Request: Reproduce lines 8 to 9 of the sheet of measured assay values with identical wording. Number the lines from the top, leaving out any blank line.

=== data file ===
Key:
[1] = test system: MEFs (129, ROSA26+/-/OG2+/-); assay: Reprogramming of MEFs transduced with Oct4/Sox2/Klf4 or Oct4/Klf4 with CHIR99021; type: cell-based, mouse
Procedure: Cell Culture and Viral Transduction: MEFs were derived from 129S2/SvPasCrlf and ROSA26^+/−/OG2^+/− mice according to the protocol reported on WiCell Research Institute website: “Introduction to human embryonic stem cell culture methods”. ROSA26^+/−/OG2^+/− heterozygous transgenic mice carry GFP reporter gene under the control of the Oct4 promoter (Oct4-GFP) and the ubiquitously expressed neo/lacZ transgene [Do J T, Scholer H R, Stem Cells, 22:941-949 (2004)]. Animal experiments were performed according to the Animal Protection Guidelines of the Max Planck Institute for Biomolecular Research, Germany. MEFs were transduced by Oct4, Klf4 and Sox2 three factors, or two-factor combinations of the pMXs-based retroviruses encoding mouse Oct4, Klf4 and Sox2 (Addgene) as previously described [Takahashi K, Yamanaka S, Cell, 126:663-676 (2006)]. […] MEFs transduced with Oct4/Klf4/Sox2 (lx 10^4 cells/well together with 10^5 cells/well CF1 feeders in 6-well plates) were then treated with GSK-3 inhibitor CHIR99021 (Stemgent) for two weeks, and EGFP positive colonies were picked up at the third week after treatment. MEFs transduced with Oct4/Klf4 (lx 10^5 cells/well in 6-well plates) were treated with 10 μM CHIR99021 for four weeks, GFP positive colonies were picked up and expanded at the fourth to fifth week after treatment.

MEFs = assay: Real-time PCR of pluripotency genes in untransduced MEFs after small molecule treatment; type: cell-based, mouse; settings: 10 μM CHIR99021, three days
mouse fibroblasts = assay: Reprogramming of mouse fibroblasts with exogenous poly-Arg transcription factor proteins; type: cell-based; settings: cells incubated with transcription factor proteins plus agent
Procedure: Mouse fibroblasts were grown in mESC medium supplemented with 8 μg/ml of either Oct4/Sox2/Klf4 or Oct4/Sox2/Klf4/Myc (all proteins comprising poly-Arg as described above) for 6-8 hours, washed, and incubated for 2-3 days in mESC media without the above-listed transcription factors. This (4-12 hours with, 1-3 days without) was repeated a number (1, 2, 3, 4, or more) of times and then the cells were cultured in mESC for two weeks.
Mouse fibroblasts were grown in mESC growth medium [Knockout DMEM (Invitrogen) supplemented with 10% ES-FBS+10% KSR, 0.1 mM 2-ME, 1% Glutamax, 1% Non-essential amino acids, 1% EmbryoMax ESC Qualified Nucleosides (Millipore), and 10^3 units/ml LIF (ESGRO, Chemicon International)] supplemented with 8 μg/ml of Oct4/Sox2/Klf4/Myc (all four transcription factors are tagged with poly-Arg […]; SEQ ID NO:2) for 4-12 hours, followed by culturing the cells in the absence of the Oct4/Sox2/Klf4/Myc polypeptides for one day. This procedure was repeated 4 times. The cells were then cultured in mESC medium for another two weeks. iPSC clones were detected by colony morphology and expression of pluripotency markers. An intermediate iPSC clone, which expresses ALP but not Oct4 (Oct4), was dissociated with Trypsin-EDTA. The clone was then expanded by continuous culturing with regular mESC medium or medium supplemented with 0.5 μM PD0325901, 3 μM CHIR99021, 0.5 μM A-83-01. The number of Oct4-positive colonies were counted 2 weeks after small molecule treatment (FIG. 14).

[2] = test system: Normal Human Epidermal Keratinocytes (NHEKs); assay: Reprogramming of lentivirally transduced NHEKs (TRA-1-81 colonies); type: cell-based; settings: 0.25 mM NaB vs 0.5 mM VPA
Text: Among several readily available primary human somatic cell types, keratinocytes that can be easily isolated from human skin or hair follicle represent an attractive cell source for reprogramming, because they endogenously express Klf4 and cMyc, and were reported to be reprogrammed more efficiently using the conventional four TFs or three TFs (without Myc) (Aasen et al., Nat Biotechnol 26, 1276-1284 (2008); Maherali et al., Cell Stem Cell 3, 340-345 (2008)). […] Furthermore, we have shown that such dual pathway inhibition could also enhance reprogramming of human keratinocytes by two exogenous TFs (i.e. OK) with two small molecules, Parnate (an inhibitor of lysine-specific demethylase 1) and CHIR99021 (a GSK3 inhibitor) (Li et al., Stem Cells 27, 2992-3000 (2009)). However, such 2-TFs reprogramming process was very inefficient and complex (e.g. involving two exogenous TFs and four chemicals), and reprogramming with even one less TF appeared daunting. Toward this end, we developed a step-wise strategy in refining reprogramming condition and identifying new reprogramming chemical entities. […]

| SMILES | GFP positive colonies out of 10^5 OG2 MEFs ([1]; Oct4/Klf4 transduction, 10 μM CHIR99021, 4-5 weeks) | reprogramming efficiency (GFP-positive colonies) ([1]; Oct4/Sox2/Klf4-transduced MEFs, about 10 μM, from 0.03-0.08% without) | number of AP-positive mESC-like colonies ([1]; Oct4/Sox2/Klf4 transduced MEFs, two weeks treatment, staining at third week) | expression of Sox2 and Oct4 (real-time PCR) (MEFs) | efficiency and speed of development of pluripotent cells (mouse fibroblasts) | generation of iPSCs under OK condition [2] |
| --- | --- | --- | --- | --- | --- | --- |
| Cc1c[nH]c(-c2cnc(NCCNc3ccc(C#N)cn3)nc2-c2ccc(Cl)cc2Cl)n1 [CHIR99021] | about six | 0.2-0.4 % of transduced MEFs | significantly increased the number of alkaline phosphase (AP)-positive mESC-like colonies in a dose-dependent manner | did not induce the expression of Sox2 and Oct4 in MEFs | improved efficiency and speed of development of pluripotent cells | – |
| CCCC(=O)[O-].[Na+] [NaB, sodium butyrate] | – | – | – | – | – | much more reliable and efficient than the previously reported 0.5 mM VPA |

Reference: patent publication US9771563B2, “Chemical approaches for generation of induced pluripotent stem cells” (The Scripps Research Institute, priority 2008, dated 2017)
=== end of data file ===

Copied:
[2] = test system: Normal Human Epidermal Keratinocytes (NHEKs); assay: Reprogramming of lentivirally transduced NHEKs (TRA-1-81 colonies); type: cell-based; settings: 0.25 mM NaB vs 0.5 mM VPA
Text: Among several readily available primary human somatic cell types, keratinocytes that can be easily isolated from human skin or hair follicle represent an attractive cell source for reprogramming, because they endogenously express Klf4 and cMyc, and were reported to be reprogrammed more efficiently using the conventional four TFs or three TFs (without Myc) (Aasen et al., Nat Biotechnol 26, 1276-1284 (2008); Maherali et al., Cell Stem Cell 3, 340-345 (2008)). […] Furthermore, we have shown that such dual pathway inhibition could also enhance reprogramming of human keratinocytes by two exogenous TFs (i.e. OK) with two small molecules, Parnate (an inhibitor of lysine-specific demethylase 1) and CHIR99021 (a GSK3 inhibitor) (Li et al., Stem Cells 27, 2992-3000 (2009)). However, such 2-TFs reprogramming process was very inefficient and complex (e.g. involving two exogenous TFs and four chemicals), and reprogramming with even one less TF appeared daunting. Toward this end, we developed a step-wise strategy in refining reprogramming condition and identifying new reprogramming chemical entities. […]